Ask The Divas: What is a Manuscript Assessment and Why Do I Need One? A professional manuscript assessment is more than a critique of an author’s story. Sure, an assessment goes through the story, looking at plot, character development, pacing and rhythm, narrative and dialogue, not to mention countless other manuscript-driven items, but it also discusses more abstract topics like genre, point of view, tense and timing, and even marketability. A good assessment will pinpoint a story’s strengths and weaknesses impartially, allowing the author to focus only on the parts that need work. But why does a manuscript need an assessment, exactly? Most authors are not hermits; they have friends and family—some of whom may be writers, as well—to read and critique their work for them. And this is a wonderful thing, as every author needs a support system behind her, ready to go to bat for her. The issue with friends and family is impartiality; most friends and family find it hard to be blatantly honest with those they care about. And that’s completely normal, of course. I mean, who wants to tell her friend her story line is slow and boring, or her protagonist is wimpy and needs a shot of testosterone? That’s where the professionals step in. Impartiality is a professional editor’s badge of honor. Assessments are made on a manuscript, not on an author, and that differentiation is sometimes hard for friends and family to make. When an editor is assessing a manuscript, it’s never an issue. Critiques and comments are made for one purpose only: to make the story the very best it can be. Editors’ suggestions can be minute tweaks; perhaps a simple change in pacing could alter the tone of the entire story. Or they can involve massive rewrites, cutting of primary or secondary characters, a change in genre, a switch in point of view or tense—even a shift in protagonist or antagonist. But every change is suggested to turn the manuscript into a publishable submission. And whether an author’s final destination is traditional publishing or self-publishing, I don’t think many would argue they want their end result to be ready to publish. So when should a manuscript be assessed? Usually after the second or third draft of a story is a good time to have an assessment done. Once an author has completed her own edits and has had her set of writing friends or critique partners finalize their thoughts is the best time to have an impartial set of eyes go through the manuscript. The process usually takes a couple of weeks, depending the amount of other work on the editor’s desk, but it’s really in the author’s best interest to allow an editor as much time as possible to  read through the story multiple times, pick up on nuances and patterns that might not be apparent from a single reading. After the read through, the editor will put together detailed suggestions, broken down by topic (e.g. Characters, Theme, Pacing, Dialogue, Grammar and Punctuation, etc.) along with multiple examples of the editor’s findings from the manuscript.  The editor will then recommend the type of edit that would best fit the manuscript based on the findings. An assessment can be overwhelming to an author—just from the sheer amount of information one usually contains. Added to the fact there is nearly always criticism in some form, we always tell authors to read through it first and then close the file, walk away, and come back to it a day  or so later. That allows the information to sink in while giving the author some distance to avoid taking the critique personally. Will an assessment hurt? Sure, it can sting. No one likes having her hard work criticized. But it’s a necessary tool in the growth process, for both the author and the manuscript. No person, author or not, will grow if never challenged, and friends and family who cheer for an author make a fabulous support system, but when it comes to giving honest constructive criticism, they usually don’t meet the criteria....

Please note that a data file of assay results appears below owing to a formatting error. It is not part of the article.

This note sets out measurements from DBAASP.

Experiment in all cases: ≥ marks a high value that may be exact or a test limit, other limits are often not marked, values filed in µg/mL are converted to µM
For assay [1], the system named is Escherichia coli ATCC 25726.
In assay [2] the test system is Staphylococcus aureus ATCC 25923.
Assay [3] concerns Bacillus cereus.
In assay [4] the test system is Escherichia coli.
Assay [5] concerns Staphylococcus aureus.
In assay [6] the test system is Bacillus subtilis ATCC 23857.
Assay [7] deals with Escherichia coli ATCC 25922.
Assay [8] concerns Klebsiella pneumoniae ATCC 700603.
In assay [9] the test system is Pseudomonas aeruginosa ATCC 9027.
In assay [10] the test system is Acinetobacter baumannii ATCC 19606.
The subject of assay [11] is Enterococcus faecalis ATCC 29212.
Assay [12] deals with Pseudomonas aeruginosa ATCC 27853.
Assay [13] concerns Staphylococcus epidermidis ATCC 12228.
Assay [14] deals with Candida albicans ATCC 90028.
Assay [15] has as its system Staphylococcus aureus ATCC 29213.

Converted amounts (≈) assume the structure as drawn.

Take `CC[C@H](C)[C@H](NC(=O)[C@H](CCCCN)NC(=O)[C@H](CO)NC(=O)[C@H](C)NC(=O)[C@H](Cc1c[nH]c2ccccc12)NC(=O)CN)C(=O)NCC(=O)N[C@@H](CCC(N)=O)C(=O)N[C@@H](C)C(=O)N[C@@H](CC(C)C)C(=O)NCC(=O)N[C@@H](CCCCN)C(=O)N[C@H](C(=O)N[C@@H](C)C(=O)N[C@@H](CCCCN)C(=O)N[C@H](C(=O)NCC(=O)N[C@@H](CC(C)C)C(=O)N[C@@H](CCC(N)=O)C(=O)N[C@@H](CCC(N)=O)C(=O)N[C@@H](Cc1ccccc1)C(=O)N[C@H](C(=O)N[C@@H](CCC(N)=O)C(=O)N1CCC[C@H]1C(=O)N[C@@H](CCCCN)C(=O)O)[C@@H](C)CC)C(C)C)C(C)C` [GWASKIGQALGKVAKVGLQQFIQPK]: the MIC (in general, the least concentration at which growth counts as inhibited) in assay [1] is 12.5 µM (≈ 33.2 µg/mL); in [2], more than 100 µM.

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Ask the Divas: Blond or Blonde

Posted by on Sep 6, 2013 in Ask the Divas | 2 comments

Ask the Divas: Blond or Blonde